The airline got the first installment of federal money on Jan. 15 — $1.4 billion, 70% in the form of a grant and 30% as a loan.
In its filing for an exemption from service requirements, Delta said it “remains committed to serving as many points in its domestic network as reasonable and practicable to ensure that communities around the country will continue to be connected” to the air transportation system.
Delta said it determined last year that its winter service at the three locations was “no longer commercially viable in the highly depressed demand environment caused by the COVID-19 pandemic and related government-imposed travel restrictions.”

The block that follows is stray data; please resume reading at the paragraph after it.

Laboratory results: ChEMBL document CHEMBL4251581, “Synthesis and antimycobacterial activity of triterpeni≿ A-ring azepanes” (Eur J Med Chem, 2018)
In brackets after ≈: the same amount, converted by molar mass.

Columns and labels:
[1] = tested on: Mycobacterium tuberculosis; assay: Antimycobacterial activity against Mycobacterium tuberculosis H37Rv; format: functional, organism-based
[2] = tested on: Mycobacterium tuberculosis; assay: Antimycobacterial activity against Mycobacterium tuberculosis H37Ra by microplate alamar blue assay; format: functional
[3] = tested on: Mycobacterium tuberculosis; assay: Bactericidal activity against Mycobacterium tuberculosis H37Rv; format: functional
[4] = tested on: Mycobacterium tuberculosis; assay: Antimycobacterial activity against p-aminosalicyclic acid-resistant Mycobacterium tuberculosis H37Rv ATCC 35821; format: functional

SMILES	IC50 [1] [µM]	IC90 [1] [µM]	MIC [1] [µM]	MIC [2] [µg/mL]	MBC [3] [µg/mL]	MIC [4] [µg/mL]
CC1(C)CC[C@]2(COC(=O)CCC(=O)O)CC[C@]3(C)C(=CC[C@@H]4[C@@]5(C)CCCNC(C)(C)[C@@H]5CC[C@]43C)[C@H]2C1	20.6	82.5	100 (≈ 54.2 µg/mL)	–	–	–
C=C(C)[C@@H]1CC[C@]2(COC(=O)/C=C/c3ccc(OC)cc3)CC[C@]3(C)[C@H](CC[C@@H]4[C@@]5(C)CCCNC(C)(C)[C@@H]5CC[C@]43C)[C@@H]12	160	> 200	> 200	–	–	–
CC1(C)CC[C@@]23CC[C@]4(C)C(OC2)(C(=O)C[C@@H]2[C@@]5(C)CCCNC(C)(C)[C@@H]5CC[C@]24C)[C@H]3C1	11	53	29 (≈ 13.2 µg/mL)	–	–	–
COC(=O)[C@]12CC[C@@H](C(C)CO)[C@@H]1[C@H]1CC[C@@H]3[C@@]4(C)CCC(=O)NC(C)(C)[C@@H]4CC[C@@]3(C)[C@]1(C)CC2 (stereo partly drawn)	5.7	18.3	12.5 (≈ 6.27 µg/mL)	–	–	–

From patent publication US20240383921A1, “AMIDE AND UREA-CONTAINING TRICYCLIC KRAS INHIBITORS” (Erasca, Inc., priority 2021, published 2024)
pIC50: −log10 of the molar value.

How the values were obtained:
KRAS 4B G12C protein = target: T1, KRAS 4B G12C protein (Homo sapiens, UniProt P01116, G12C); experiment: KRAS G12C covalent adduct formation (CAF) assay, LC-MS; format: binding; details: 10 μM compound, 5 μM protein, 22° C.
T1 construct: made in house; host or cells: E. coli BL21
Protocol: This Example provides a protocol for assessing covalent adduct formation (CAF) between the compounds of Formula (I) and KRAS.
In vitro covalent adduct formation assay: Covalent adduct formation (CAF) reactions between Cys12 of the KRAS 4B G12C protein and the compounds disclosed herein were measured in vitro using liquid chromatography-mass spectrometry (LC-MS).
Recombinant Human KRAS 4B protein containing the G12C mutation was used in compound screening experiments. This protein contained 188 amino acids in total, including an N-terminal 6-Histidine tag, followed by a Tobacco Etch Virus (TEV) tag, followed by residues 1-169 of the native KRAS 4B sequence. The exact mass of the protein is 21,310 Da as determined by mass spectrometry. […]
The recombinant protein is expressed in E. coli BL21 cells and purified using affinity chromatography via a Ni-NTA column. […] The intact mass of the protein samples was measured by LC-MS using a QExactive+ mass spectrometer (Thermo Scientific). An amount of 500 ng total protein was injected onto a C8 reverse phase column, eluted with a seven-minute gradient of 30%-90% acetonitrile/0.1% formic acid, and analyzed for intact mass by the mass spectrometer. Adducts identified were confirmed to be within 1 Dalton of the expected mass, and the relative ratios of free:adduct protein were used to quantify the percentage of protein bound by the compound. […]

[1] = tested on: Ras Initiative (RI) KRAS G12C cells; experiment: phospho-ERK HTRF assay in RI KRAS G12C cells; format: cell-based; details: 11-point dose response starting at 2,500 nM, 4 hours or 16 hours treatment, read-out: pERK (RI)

“Delta has no airport staff in place at these airports, in some cases has no contracted gate space, and has not been marketing or selling tickets for these winter services for over eight months,” Delta director of regulatory affairs director Steven Seiden wrote in the filing. “Suddenly re-establishing service to these airports would require several months’ lead time to hire, train and onboard staff; to negotiate new agreements with the airports; to reallocate aircraft and other equipment; and, in some cases, to set up facilities, kiosks and computer terminals (among other logistical, commercial and contractual arrangements).”
Delta on Jan. 20 asked the U.S. Department of Transportation “to exercise its ample authority and discretion” in considering the exemption. The DOT granted the exemption Jan. 29.